Saturday December 9, 2023

Trial Data Suggests The NCAA Failed to Invest in Health and Safety

  • The Gee v. NCAA trial revealed the NCAA spent less than 1% of annual earnings on a medical committee between 1975-82.
  • The data was used to show how the NCAA failed to invest in athlete health and safety.
Kirby Lee-USA TODAY Sports
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During the Gee v. NCAA wrongful death trial, Alana Gee’s lawyers revealed that the NCAA dedicated less than 1% of its budget to a health and safety committee in the decade before her late husband, Matthew Gee, played for USC.

Alana is suing the NCAA on Matthew Gee’s behalf, alleging the governing body was responsible for his death. Gee, who played linebacker for USC between 1988-92, died at the age of 49 and was posthumously diagnosed with CTE. The trial, which began on Oct. 21, is taking place in Los Angeles Superior Court.

The case will yield the first ruling on the NCAA’s culpability for brain injuries. If the NCAA loses, it could owe hundreds of millions in damages and face a deluge of future lawsuits.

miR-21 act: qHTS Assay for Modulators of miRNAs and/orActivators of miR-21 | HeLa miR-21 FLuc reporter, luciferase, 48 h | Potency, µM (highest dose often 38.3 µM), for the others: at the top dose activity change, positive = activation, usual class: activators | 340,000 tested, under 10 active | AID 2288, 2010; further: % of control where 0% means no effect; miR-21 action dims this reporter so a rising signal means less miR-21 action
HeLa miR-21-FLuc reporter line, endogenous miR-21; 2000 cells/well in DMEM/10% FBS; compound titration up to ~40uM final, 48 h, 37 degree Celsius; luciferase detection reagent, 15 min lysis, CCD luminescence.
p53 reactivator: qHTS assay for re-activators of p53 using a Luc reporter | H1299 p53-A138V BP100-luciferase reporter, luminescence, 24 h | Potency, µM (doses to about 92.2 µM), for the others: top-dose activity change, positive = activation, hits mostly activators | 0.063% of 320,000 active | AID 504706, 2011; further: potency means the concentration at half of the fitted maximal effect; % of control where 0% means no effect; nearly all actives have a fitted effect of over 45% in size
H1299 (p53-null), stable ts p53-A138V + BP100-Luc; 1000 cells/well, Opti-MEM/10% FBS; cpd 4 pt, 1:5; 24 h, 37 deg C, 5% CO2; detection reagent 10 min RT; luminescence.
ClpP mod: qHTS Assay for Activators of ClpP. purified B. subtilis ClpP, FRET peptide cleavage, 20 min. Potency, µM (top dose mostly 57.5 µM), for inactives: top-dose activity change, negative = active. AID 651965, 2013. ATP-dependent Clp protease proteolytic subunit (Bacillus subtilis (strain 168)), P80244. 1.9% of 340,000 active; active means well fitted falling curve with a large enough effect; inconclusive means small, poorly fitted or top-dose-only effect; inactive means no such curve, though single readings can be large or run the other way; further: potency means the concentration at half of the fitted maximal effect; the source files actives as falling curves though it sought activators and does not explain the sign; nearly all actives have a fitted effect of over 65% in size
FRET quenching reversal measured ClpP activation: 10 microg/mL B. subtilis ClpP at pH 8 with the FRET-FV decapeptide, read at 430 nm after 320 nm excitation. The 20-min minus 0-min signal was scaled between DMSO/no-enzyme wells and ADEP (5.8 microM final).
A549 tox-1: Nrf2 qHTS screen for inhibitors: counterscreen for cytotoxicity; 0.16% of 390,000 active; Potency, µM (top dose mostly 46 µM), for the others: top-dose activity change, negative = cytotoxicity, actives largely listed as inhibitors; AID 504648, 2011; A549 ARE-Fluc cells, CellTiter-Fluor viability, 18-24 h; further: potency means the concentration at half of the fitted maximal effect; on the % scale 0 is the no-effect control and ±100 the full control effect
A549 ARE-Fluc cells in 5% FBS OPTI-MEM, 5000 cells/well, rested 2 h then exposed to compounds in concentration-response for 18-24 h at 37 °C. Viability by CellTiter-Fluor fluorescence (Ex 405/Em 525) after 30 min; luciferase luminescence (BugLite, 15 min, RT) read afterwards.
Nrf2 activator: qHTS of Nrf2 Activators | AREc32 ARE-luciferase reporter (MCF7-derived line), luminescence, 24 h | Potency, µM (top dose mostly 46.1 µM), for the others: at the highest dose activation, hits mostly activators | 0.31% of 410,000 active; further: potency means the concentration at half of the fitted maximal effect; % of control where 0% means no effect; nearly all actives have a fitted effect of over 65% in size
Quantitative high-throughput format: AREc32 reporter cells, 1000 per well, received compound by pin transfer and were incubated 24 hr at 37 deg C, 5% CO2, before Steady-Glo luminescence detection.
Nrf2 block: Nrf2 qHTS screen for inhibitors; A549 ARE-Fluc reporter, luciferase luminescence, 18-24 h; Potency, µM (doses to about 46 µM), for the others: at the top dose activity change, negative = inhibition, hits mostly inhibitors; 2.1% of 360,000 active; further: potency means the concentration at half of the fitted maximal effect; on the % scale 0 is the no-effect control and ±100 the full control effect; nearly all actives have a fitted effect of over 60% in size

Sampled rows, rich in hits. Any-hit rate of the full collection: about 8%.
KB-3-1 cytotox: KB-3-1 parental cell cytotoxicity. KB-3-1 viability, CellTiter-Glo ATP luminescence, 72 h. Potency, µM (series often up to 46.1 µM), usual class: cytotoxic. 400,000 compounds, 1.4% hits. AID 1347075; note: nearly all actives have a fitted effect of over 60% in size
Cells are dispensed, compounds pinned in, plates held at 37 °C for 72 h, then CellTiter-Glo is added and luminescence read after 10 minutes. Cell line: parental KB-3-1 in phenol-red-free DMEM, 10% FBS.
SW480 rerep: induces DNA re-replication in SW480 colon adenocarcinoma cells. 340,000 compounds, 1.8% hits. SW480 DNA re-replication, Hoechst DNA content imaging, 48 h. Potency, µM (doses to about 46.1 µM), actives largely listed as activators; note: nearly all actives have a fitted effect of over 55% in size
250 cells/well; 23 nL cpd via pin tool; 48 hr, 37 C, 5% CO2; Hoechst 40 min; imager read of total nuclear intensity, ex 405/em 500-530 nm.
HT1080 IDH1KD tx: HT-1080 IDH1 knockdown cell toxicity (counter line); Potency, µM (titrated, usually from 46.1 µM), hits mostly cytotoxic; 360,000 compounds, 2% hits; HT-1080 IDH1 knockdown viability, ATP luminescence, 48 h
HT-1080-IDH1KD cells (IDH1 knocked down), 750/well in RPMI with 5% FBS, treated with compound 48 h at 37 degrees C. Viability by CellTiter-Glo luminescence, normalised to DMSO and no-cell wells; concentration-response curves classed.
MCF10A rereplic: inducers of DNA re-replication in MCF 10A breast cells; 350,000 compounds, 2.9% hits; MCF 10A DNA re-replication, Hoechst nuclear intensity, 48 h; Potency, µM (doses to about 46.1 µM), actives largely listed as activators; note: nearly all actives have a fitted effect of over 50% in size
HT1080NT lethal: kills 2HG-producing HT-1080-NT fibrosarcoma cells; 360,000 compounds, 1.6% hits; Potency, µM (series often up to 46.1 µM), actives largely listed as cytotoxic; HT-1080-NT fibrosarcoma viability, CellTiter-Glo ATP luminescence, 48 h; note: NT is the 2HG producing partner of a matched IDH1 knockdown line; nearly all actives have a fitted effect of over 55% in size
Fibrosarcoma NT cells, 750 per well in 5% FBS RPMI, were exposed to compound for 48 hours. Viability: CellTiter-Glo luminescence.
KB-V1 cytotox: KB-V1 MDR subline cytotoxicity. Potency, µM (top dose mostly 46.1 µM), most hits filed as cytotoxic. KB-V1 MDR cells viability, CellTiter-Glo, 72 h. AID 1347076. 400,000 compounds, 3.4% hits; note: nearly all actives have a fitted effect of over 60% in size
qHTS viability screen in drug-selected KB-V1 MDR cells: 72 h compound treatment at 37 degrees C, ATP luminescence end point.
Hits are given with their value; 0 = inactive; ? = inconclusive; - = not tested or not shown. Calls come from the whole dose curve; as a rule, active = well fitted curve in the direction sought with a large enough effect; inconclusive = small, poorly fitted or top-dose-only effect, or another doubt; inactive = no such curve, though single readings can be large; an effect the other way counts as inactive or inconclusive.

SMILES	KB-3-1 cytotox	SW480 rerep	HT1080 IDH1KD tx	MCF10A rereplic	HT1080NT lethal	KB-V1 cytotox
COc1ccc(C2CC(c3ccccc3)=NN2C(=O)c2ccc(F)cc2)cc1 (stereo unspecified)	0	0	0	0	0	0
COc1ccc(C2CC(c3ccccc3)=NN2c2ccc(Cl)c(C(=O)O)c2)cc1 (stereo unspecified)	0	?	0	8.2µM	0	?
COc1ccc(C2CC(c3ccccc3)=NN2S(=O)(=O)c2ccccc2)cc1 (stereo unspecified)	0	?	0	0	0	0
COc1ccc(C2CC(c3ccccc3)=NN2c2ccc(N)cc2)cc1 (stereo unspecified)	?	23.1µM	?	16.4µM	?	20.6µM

Lawyers Allege NCAA Documents Related To Head Injuries Have ‘Disappeared’

Plaintiff lawyers alleged the NCAA intentionally hid or disposed of them.
October 26, 2022

The data, provided on Thursday, was used to prove one of the plaintiff’s main theses: that the NCAA failed to adequately invest in the health and safety of athletes, instead putting resources toward a profit-driven machine. 

  • The Committee on Competitive Safeguards and Medical Aspects of Sport (CSMAS) was formed in the 1950s to “provide expertise and leadership to the Association in order to promote a healthy and safe environment,” the NCAA’s website says.
  • Between 1975-82, the NCAA allocated a maximum of 0.6% of its annual earnings to CSMAS.
  • At its lowest point, in 1980, the NCAA spent only 0.14% on CSMAS.
  • Plaintiff lawyers stated that the NCAA stopped keeping track of data after 1982.

During cross examination of an expert witness, the NCAA’s lawyers pointed out that more than half of the NCAA’s revenue trickles down to member schools — so it spent a greater percentage of revenue on health and safety than plaintiffs claimed. 

But even with that calculation, the association would have dedicated less than 2%.

Editor’s Note: Reporting of Gee v. NCAA was assisted by Courtroom View Network, which provided a livestream of the trial.

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